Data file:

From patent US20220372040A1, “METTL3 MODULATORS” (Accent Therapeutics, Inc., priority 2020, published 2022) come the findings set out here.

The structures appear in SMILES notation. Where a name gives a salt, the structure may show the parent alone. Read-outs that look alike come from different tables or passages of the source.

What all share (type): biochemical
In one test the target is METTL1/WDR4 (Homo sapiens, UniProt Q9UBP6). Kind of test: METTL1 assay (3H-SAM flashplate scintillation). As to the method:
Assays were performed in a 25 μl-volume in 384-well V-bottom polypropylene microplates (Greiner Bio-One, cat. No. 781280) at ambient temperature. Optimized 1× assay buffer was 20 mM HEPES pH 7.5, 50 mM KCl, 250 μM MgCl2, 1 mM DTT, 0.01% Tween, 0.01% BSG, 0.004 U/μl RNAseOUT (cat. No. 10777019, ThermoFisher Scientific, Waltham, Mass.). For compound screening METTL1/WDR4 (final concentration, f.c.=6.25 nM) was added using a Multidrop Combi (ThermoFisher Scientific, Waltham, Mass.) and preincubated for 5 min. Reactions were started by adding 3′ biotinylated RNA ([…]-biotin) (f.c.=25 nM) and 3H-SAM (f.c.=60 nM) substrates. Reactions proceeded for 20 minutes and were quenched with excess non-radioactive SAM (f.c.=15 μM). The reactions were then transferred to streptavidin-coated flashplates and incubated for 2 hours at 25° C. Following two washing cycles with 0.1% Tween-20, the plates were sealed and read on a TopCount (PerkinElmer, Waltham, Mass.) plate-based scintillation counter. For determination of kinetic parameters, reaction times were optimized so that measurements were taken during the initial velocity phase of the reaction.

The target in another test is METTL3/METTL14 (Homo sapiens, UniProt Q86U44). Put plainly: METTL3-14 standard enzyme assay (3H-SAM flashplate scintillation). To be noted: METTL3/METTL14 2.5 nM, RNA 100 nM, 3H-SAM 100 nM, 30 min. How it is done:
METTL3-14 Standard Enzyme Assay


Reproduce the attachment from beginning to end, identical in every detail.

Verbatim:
From patent US20220372040A1, “METTL3 MODULATORS” (Accent Therapeutics, Inc., priority 2020, published 2022) come the findings set out here.

The structures appear in SMILES notation. Where a name gives a salt, the structure may show the parent alone. Read-outs that look alike come from different tables or passages of the source.

What all share (type): biochemical
In one test the target is METTL1/WDR4 (Homo sapiens, UniProt Q9UBP6). Kind of test: METTL1 assay (3H-SAM flashplate scintillation). As to the method:
Assays were performed in a 25 μl-volume in 384-well V-bottom polypropylene microplates (Greiner Bio-One, cat. No. 781280) at ambient temperature. Optimized 1× assay buffer was 20 mM HEPES pH 7.5, 50 mM KCl, 250 μM MgCl2, 1 mM DTT, 0.01% Tween, 0.01% BSG, 0.004 U/μl RNAseOUT (cat. No. 10777019, ThermoFisher Scientific, Waltham, Mass.). For compound screening METTL1/WDR4 (final concentration, f.c.=6.25 nM) was added using a Multidrop Combi (ThermoFisher Scientific, Waltham, Mass.) and preincubated for 5 min. Reactions were started by adding 3′ biotinylated RNA ([…]-biotin) (f.c.=25 nM) and 3H-SAM (f.c.=60 nM) substrates. Reactions proceeded for 20 minutes and were quenched with excess non-radioactive SAM (f.c.=15 μM). The reactions were then transferred to streptavidin-coated flashplates and incubated for 2 hours at 25° C. Following two washing cycles with 0.1% Tween-20, the plates were sealed and read on a TopCount (PerkinElmer, Waltham, Mass.) plate-based scintillation counter. For determination of kinetic parameters, reaction times were optimized so that measurements were taken during the initial velocity phase of the reaction.

The target in another test is METTL3/METTL14 (Homo sapiens, UniProt Q86U44). Put plainly: METTL3-14 standard enzyme assay (3H-SAM flashplate scintillation). To be noted: METTL3/METTL14 2.5 nM, RNA 100 nM, 3H-SAM 100 nM, 30 min. How it is done:
METTL3-14 Standard Enzyme Assay